During the last week of September, the WMF website announced that the jury had made their selection and the results would be announced on 28 September. On 1 October, we received by email a letter dated 29 September signed by Erica Avrami, Director of Research and Education at WMF. It included this statement: “We regret that the Lifta Village was not selected for inclusion in the 2012 Watch.”

Significance of Lifta as a heritage site

Lifta, for us, symbolizes not only the cultural, architectural and contextual importance of a heritage site, but also its political significance. Architectural history is full of such examples, whether single buildings, or a cluster of them, where the political element in fact played an important part in their formation and evolution.

Lifta, without doubt, is considered a “hot potato” because it is as much a symbol of the Palestinian tragedy as it is a physical manifestation of it. Could it have been, we tried to guess, Lifta’s “political” dimension which de-classified it from the Watch List?

In order that a future re-nomination of Lifta may be attempted, it was important for us to get an absolute understanding of the reasons why Lifta was de-selected in order that we may avoid derailment in the future. We spoke to Avrami at the WMF and, after a brief discussion, we asked her, “was the decision to exclude Lifta a political one?” The answer came in an email about two weeks later and it confirmed our worst fears:

“The Watch nomination for Lifta village incorrectly located the site in the Palestinian Territory, when it is in fact within the current borders of Israel [our emphasis]. Factual inaccuracies are something taken into consideration in the review and selection process.”

It is worth repeating here that our application was accepted and validated back in February and there were no questions raised at the time, or since, about Lifta’s geographical location. Our application had clearly showed Lifta’s coordinates on the map which accompanied the application and positively placed it inside the Corpus Separatum zone designated by the 1947 Partition Plan under UN Resolution 181.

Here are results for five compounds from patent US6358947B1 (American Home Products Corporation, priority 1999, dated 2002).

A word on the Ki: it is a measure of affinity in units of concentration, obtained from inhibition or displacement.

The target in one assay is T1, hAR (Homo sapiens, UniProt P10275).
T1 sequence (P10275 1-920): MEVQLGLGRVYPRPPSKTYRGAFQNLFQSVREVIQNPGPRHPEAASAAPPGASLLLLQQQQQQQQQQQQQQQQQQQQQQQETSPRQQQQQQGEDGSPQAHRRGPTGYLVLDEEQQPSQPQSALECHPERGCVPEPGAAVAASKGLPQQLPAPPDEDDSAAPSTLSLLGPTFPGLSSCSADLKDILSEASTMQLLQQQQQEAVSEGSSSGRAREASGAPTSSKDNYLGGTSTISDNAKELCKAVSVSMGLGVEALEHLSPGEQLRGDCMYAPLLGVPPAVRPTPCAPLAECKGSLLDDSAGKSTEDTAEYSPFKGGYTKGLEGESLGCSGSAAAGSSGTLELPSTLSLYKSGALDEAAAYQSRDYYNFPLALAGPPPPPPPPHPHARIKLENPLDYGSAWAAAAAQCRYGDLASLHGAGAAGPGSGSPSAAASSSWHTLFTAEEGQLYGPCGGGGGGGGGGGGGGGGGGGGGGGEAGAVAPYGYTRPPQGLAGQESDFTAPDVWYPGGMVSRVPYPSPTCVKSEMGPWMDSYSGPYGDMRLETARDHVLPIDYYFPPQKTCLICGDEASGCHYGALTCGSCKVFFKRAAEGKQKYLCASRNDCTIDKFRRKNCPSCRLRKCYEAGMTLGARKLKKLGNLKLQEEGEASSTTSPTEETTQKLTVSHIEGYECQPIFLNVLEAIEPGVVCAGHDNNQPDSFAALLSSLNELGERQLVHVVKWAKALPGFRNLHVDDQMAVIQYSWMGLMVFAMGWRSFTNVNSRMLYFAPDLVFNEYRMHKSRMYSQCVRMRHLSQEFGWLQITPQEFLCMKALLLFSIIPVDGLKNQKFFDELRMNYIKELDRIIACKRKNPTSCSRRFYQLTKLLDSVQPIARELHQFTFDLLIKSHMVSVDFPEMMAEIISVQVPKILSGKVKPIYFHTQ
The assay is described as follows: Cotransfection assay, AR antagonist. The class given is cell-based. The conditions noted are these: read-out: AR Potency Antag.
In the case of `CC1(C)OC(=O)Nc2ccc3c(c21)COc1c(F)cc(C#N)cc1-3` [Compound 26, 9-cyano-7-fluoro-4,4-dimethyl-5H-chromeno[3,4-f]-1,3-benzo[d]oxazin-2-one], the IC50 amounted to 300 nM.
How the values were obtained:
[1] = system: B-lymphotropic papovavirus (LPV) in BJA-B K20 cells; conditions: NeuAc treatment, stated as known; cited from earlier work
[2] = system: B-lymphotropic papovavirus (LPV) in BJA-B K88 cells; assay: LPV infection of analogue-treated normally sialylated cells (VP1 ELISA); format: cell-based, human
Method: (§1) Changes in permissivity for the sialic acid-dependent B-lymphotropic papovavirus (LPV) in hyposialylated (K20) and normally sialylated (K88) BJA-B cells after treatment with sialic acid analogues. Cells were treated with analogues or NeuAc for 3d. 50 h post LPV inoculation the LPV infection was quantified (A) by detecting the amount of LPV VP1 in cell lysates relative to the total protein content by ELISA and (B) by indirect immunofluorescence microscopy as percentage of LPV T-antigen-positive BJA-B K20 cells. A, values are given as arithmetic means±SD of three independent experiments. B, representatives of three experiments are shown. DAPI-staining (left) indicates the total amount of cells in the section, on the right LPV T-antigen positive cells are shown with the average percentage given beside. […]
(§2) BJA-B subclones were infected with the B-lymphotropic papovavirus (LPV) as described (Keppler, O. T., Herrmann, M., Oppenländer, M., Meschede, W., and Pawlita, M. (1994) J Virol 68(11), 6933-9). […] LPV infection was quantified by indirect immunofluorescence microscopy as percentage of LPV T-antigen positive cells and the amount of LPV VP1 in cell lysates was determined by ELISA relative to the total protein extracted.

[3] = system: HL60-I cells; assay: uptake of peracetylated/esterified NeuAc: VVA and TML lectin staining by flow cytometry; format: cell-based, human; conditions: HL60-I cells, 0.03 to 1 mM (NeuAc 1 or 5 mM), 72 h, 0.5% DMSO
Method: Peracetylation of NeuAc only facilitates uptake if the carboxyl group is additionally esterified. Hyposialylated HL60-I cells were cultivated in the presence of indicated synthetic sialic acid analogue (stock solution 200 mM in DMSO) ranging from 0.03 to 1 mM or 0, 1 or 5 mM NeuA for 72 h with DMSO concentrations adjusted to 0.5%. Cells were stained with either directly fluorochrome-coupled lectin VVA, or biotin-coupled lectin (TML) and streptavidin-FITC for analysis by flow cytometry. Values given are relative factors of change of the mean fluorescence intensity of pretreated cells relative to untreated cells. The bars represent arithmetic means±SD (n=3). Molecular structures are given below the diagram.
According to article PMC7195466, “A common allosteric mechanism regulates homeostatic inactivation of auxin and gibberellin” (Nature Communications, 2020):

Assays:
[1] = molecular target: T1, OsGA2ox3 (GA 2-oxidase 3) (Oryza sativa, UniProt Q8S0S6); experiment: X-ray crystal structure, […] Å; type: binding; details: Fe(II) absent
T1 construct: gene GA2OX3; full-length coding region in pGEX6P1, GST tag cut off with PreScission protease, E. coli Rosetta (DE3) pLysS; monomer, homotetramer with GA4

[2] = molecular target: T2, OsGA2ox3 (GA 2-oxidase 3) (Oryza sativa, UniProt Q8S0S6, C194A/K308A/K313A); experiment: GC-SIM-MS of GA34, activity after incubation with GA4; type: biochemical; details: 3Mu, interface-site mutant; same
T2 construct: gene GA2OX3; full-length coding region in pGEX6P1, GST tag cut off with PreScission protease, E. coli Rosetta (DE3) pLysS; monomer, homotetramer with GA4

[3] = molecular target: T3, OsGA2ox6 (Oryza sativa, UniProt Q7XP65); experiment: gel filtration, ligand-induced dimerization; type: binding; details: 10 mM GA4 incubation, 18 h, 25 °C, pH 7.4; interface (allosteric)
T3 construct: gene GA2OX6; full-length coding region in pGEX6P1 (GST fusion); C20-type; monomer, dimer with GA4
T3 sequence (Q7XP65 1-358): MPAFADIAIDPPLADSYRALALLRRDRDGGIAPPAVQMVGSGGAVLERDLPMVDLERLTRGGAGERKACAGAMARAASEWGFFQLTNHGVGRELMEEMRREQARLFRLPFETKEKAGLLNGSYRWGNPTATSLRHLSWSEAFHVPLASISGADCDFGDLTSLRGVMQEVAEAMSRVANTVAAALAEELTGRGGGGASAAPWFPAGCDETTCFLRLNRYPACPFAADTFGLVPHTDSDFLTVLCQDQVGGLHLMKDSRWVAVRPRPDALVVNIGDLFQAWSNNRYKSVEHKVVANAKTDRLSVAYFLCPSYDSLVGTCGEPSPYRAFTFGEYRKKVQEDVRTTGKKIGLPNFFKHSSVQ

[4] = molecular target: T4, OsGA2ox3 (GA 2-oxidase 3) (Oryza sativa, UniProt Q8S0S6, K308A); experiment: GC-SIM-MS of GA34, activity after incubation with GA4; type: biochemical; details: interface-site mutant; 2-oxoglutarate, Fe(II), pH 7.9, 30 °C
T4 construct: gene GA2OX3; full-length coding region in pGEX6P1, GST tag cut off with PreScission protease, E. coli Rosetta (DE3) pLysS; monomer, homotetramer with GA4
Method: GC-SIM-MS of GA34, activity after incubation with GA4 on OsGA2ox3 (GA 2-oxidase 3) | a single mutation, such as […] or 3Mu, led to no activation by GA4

As the reason for disqualifying Lifta is seen now to be its geographical location and not necessarily the other criteria, we felt that we were about to be embroiled in a debate on an issue which sits at the core of the Israel-Palestine question.

For the sake of historical correctness, we had no choice but to rely on international conventions to safeguard Lifta from physical oblivion. An extract of the UN Resolution 181 Partition map was sent to the WMF with another map showing the UN designated are of Jerusalem and its environs within the Corpus Separatum international zone. Lifta sat comfortably inside that zone, and as the WMF response emphasized “the current borders of Israel,” we also sent the WMF another extract of the UN map showing the 1949 Armistice Lines which wrapped around West Jerusalem and the village of Lifta at the cessation of hostilities.

We explained that these lines are exactly what they were meant to be according to international legal definitions: “Armistice Lines represent where the hostilities between the parties ceased until the warring parties reach final agreement.” This is in accordance with international law and the Geneva Convention.

In its response dated 1 November, the WMF wrote:

“World Monuments Fund is a private, not-for-profit organization that undertakes the World Monuments Watch as part of advocacy work on behalf of heritage around the world. We are not an intergovernmental organization that must abide by international conventions…” (my emphasis).

However, the WMF is part of the United Nations, listed under the “Official Relations” section of UNESCO. By definition, therefore, it is required to respect international law (UNESCO – World Monuments Fund).